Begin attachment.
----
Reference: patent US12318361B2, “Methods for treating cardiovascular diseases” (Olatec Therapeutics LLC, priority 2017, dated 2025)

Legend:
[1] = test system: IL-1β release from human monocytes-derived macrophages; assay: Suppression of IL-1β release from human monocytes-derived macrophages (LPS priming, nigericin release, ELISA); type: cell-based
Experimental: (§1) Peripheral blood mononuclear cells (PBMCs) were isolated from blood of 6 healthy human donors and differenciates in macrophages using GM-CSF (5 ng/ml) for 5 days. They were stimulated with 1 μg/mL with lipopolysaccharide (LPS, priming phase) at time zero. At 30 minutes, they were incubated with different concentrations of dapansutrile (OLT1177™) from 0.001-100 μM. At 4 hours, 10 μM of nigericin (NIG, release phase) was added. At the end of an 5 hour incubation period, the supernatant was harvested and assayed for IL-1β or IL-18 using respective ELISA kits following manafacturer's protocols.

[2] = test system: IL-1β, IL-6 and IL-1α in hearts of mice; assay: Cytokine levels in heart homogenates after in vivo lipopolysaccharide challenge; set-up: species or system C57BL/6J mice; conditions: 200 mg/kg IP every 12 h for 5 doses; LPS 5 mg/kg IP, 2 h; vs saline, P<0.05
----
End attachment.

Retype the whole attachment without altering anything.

Reference: patent US12318361B2, “Methods for treating cardiovascular diseases” (Olatec Therapeutics LLC, priority 2017, dated 2025)

Legend:
[1] = test system: IL-1β release from human monocytes-derived macrophages; assay: Suppression of IL-1β release from human monocytes-derived macrophages (LPS priming, nigericin release, ELISA); type: cell-based
Experimental: (§1) Peripheral blood mononuclear cells (PBMCs) were isolated from blood of 6 healthy human donors and differenciates in macrophages using GM-CSF (5 ng/ml) for 5 days. They were stimulated with 1 μg/mL with lipopolysaccharide (LPS, priming phase) at time zero. At 30 minutes, they were incubated with different concentrations of dapansutrile (OLT1177™) from 0.001-100 μM. At 4 hours, 10 μM of nigericin (NIG, release phase) was added. At the end of an 5 hour incubation period, the supernatant was harvested and assayed for IL-1β or IL-18 using respective ELISA kits following manafacturer's protocols.

[2] = test system: IL-1β, IL-6 and IL-1α in hearts of mice; assay: Cytokine levels in heart homogenates after in vivo lipopolysaccharide challenge; set-up: species or system C57BL/6J mice; conditions: 200 mg/kg IP every 12 h for 5 doses; LPS 5 mg/kg IP, 2 h; vs saline, P<0.05